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Medea Medeaby Euripides
Synopses & Reviews
No more hymns to our faithlessness and deceit.
Apollo, god of song, lord of the lyre,
never passed on the flame of poetry to us.
But if we had that voice, what songs
we'd sing of men's failings, and their blame. History is made by women, just as much as men.
Medea has been betrayed. Her husband, Jason, has left her for a younger woman. He has forgotten all the promises he made and is even prepared to abandon their two sons. But Medea is not a woman to accept such disrespect passively. Strong-willed and fiercely intelligent, she turns her formidable energies to working out the greatest, and most horrifying, revenge possible.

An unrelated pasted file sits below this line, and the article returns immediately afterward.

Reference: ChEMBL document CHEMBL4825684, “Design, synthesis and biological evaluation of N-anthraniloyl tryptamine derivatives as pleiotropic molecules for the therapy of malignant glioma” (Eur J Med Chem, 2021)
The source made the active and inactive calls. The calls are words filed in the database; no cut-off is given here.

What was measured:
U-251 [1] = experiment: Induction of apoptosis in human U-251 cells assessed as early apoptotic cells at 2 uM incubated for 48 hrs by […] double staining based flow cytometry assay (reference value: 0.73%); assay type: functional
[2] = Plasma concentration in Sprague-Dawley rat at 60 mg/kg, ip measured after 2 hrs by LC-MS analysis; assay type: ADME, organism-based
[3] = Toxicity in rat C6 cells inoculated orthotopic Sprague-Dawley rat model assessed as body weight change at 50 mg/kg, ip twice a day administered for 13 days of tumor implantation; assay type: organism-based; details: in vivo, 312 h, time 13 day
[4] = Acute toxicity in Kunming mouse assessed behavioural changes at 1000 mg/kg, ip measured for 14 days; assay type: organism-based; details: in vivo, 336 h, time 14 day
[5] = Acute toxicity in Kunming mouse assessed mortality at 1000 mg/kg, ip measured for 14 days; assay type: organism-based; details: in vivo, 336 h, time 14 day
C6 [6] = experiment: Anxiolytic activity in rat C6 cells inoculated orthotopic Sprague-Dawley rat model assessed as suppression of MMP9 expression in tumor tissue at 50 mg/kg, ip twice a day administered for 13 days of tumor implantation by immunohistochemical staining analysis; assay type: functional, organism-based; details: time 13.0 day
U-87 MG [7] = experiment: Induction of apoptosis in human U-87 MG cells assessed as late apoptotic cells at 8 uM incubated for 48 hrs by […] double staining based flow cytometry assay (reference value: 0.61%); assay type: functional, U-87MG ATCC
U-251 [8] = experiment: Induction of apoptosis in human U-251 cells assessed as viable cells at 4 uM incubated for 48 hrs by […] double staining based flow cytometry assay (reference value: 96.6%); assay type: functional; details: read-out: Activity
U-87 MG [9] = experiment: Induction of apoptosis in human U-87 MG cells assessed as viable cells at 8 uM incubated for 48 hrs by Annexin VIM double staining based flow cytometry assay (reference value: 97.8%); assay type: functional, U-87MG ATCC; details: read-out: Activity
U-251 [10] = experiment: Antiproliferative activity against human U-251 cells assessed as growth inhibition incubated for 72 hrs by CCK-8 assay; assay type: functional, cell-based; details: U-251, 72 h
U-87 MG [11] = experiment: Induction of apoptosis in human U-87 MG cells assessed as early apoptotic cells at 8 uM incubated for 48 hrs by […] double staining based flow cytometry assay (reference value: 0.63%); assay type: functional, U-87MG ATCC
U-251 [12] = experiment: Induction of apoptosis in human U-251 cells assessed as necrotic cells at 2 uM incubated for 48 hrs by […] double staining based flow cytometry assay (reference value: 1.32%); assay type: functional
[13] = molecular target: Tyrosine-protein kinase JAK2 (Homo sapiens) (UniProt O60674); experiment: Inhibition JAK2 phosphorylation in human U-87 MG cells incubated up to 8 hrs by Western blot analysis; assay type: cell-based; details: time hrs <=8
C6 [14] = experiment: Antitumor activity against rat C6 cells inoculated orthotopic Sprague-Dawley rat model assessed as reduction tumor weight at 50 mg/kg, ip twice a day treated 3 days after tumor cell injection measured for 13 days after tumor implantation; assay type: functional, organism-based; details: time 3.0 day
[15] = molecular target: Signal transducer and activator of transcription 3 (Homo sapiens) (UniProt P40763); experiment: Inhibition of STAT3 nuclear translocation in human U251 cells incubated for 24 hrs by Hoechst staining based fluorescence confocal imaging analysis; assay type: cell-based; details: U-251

Euripides' devastating tragedy is shockingly modern in the sharp psychological exploration of the characters and the gripping interactions between them. Award-winning poet Robin Robertson has captured both the vitality of Euripides' drama and the beauty of his phrasing, reinvigorating this masterpiece for the twenty-first century.
First performed in 431 BCE, this classic Greek tragedy by Euripides is presented in a beautiful new translation.
About the Author
Euripides is thought to have lived between 485 and 406 BC. He is considered to be one of the three great dramatists of Ancient Greece, alongside Aeschylus and Sophocles. He is particularly admired by modern audiences and readers for his astute and balanced depiction of human behavior. Medea is his most famous work. Robin Robertson is from the northeast coast of Scotland. He has received a number of honors for his poetry, including the E.M. Forster Award from the American Academy of Arts and Letters. His third book, Swithering, won the 2006 Forward Prize for Best Collection. He lives and works in London.
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